Niukanshōfu Shrine or Niukanshōbu Shrine (丹生官省符神社 Niukanshōfu-jinja, Niukanshōbu-jinja) is a Shinto shrine in Ito district, Wakayama Prefecture, Japan.
In 2004, It was designated as part of a UNESCO World Heritage Site under the name Sacred Sites and Pilgrimage Routes in the Kii Mountain Range.
Towering at the entrance of the Koyasan, Daimon is a pile of main gate.
Retractor at that time built a torii a little down the serpentine (serpentine) valley than the current of the earth, it was the main gate.
Was destroyed by forest fires and lightning strikes, etc., the current building was
Kamikura Shrine commands one of the best views of the city, and is said to be where the 12 deities of the Kumano Grand Shrines first descended from the heavens. The object of worship is a great sacred rock called "Gotobiki-iwa".
Kumano Hayatama Taisha (熊野速玉大社) is a Shinto shrine located in Shingu, Wakayama Prefecture, on the shores of the Kumanogawa in the Kii Peninsula of Japan. It is included as part of the Kumano Sanzan in the UNESCO World Heritage site "Sacred Sites and Pilgrimage Routes in the Kii Mountain Range".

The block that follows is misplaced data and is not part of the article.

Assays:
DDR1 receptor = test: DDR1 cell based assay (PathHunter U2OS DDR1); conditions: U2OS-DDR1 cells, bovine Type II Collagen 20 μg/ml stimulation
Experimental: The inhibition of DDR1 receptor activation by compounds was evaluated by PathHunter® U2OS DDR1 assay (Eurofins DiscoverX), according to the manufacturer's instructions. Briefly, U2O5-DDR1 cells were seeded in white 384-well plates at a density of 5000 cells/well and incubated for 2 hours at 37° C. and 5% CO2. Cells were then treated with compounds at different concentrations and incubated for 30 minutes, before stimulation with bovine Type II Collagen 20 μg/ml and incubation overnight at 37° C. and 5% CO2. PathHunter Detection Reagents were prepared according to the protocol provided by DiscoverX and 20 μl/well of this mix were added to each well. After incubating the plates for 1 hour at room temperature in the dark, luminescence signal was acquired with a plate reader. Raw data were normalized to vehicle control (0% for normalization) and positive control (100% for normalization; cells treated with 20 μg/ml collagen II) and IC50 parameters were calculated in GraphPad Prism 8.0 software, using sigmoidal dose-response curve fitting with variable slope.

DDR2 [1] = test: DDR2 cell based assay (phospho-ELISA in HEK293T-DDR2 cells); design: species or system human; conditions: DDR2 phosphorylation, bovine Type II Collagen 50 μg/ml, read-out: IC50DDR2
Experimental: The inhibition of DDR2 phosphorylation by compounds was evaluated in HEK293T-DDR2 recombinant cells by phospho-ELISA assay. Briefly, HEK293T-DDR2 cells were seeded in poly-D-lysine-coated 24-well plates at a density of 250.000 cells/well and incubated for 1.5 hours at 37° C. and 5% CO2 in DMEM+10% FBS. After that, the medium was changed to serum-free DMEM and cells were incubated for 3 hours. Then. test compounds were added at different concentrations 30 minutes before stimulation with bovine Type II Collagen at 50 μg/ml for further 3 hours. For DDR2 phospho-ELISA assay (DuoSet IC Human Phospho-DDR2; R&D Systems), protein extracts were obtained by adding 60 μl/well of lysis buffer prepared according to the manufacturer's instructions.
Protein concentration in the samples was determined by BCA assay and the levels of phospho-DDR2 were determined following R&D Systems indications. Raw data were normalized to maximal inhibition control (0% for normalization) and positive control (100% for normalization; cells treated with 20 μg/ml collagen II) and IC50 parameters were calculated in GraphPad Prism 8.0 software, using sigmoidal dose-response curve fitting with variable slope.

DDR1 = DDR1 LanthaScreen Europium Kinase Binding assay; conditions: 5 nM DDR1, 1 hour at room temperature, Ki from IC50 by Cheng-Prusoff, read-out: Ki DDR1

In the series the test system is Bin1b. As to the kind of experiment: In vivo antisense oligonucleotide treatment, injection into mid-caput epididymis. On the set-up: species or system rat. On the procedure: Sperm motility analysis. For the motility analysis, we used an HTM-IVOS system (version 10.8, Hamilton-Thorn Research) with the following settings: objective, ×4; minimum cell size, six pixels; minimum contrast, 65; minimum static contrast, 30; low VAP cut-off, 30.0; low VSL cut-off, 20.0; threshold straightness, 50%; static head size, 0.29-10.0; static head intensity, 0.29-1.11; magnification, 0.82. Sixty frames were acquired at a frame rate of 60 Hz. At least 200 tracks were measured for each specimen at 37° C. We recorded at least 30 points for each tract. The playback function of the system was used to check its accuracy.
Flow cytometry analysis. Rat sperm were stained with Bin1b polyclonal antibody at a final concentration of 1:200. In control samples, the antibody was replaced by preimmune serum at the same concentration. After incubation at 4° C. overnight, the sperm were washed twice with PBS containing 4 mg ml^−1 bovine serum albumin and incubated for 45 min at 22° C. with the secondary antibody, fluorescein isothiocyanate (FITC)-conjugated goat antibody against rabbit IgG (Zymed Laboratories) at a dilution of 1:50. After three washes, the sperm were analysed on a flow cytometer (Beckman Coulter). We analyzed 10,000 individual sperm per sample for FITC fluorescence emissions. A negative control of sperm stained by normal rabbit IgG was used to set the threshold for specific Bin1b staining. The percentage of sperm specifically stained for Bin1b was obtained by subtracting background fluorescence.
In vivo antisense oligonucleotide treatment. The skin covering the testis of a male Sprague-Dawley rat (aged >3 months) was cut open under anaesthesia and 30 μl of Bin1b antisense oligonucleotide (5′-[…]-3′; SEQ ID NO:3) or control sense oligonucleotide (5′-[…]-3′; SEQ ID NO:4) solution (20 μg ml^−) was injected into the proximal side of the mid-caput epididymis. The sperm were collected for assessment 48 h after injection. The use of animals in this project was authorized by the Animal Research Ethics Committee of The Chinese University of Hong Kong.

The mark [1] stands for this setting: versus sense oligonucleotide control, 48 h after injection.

Koyasan Kongobuji is a treasure Museum, it is possible to have the honor of seeing the treasure.
Fudarakusan-ji (補陀洛山寺 Fudarakusan-ji) is Tendai temple of the in Higashimuro district, Wakayama prefecture, Japan. The name of temple comes from mount Potalaka. It is said to have been founded by Ragyō Shōnin, a monk from India.
In 2004, It was designated as part of a UNESCO World Heritage Site under the
The Tokugawa Mausoleum was built in 1643.It is actually two adjoining mausoleums in a clearing, of Tokugawa Ieyasu (on the right) and Tokugawa Hidetada (on the left), the first and second Tokugawa shoguns, respectively.
Nachi Falls (那智滝 Nachi no Taki) in Nachikatsuura, Wakayama Prefecture, Japan, is one of the best-known waterfalls in Japan. With a drop of 133 meters (and 13 meters wide), it is the country's tallest water fall with single uninterrupted drop albeit the tallest waterfall with multiple drops in Japan is